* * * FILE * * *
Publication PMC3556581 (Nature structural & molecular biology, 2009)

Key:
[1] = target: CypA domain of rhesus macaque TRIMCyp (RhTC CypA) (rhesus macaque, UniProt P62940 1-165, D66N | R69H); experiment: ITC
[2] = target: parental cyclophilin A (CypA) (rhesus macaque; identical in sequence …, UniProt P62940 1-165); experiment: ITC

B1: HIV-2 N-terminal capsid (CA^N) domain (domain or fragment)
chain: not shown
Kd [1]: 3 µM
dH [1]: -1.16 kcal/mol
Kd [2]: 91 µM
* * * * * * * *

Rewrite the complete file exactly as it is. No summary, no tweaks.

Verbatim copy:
Publication PMC3556581 (Nature structural & molecular biology, 2009)

Key:
[1] = target: CypA domain of rhesus macaque TRIMCyp (RhTC CypA) (rhesus macaque, UniProt P62940 1-165, D66N | R69H); experiment: ITC
[2] = target: parental cyclophilin A (CypA) (rhesus macaque; identical in sequence …, UniProt P62940 1-165); experiment: ITC

B1: HIV-2 N-terminal capsid (CA^N) domain (domain or fragment)
chain: not shown
Kd [1]: 3 µM
dH [1]: -1.16 kcal/mol
Kd [2]: 91 µM